Sometimes, I just don't know what to make of our City Council. Yesterday, they passed an anti-prostitution law which they themselves acknowledge is unconstitutional and a surefire bet to be challenged in court.
Under the ordinance, effective within five days, any officer may arrest a "known prostitute" -- someone convicted of prostitution within the last year -- for loitering in a public place with the intent to commit prostitution, demonstrated by enticing, soliciting or procuring someone.
"This ordinance makes it a crime for looking like you want to proposition someone for sex," said Annette Lamoreaux, East Texas regional director for the American Civil Liberties Union.
"In this country, we only arrest people for committing a crime, not for looking like they are about to commit a crime."
Lamoreaux said her office will decide whether to file a lawsuit immediately or wait for someone to be arrested and seek a plaintiff, adding that council was irresponsible for passing the law based on political expediency.
It is not just the act of prostitution that affects neighborhoods, said Paula Parshall, a member of Northline's Super Neighborhood, but also its side effects.
"Prostitution brings other crimes into our communities. It causes a deterioration of our neighborhoods. It knows no boundaries," she said.
I admit, it's possible this has been tried and has been insufficient. The article gives no indication. A search of the Chronicle archives turns up some interesting stuff, though. On February 20, there was an article about the "storefront" police department in the Independence Heights, and it mentioned one of the anti-prostitution strategies that the officers there use:
Instead of simply arresting a single drug dealer, the [Differential Response Team]-trained officers now look at the overlapping crimes to connect the transporters, buyers and owners of the house or apartment used for illicit business, he said.
Rather than arrest a prostitute, [Sgt. Frank] Escobedo and his officers will spend more time tracking down the owner of the rent-by-the-hour motel the prostitute operates from. If the owners are not cooperative in helping reduce the illegal trade, officers will look into electrical or plumbing violations with which to eventually shutdown the operation, he said.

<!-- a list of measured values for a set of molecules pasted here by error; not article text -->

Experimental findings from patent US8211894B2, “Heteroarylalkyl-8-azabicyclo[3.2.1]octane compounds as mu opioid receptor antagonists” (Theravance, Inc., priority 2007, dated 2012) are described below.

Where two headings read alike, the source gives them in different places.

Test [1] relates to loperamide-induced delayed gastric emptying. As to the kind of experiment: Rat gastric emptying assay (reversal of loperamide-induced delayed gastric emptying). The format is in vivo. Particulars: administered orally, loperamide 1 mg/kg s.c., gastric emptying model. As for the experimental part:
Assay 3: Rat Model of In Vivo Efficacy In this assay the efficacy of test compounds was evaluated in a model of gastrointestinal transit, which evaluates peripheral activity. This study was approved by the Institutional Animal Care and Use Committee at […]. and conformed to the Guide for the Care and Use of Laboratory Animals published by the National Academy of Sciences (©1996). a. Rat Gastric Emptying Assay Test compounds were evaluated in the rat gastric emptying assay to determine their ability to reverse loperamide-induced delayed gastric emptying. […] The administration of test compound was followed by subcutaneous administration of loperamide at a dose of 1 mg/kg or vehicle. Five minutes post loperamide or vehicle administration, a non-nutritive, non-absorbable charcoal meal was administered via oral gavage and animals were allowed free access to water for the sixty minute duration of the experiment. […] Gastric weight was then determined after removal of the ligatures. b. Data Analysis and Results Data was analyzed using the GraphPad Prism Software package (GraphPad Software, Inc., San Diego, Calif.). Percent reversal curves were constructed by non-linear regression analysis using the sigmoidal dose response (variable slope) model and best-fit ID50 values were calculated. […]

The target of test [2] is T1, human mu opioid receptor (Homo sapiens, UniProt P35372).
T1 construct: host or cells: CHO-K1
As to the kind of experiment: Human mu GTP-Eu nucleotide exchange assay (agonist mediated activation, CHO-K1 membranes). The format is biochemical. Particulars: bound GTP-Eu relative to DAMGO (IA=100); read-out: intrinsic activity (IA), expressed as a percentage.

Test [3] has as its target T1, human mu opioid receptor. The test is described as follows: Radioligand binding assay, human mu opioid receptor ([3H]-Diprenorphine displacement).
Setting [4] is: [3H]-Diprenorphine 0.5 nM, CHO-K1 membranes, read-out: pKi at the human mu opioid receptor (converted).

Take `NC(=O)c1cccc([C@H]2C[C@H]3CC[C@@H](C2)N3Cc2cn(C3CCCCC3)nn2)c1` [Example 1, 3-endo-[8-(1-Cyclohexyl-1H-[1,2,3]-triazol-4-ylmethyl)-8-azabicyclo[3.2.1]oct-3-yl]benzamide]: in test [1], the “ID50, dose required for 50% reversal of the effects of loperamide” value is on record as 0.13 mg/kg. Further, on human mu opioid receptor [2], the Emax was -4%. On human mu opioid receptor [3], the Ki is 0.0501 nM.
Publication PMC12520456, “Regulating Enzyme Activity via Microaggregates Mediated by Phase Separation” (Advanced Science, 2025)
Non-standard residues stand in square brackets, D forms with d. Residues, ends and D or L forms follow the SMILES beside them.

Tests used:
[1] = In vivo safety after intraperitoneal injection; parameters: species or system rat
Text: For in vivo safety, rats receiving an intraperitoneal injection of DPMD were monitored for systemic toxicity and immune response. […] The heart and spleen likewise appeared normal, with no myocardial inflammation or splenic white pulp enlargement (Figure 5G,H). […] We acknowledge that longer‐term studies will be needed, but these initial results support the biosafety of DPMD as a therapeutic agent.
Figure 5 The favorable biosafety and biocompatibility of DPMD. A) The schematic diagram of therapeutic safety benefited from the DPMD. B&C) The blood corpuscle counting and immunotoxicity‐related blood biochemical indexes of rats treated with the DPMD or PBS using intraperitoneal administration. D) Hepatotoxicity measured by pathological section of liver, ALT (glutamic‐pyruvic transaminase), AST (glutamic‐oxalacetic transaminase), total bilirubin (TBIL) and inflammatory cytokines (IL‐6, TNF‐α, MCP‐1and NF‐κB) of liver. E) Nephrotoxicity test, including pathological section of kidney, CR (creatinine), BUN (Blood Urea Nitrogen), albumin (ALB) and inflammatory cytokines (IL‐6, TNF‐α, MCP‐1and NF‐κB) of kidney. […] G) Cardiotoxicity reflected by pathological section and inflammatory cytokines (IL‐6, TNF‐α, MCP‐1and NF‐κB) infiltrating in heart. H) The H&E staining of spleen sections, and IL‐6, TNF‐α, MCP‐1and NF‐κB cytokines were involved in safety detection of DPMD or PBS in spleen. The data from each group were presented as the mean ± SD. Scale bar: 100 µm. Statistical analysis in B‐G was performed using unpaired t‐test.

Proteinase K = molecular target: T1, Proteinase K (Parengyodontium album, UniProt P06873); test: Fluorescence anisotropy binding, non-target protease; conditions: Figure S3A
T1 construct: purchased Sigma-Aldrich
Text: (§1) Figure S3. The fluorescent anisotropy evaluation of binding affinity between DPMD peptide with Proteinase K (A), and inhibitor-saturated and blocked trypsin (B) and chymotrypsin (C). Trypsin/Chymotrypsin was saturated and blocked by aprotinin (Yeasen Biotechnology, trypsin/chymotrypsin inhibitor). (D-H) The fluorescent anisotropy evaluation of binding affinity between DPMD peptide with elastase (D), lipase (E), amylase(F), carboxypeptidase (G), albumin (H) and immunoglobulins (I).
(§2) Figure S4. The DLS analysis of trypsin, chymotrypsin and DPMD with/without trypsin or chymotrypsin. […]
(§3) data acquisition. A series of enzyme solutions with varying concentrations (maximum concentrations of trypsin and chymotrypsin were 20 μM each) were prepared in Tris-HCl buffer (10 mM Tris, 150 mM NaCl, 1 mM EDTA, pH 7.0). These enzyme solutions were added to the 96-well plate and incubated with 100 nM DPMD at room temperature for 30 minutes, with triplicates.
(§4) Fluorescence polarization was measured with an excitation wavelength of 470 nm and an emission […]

"I'm at my wit's end; they need to do something to stop this," said Amanda Augustine. "Maybe the police can do more undercover sting operations or investigations."
Augustine said prostitutes and johns will often do their business in or near an abandoned 18-wheeler trailer in a field behind her house. She said it was distasteful to see the same women walking up to the same cars at all hours along Airline between Crosstimbers and the North Loop.
Dallas' law has been on the books since 1976, and [HPD Captain David] Cutler said it has been successful in reducing prostitution.
Houston's legal department drafted a similar ordinance at the city council's request but has warned members that, if passed, it could be overturned because of possible civil rights violations.
Annette Lamoreaux, the East Texas Regional Director for the American Civil Liberties Union, made it clear during Thursday's public safety committee meeting that her organization would fight it.
"Any criminal defense lawyer worth their salt is going to run a truck through this," she said. "Don't be lulled into a sense of security that because the Dallas law is on the books, that this will go unchallenged."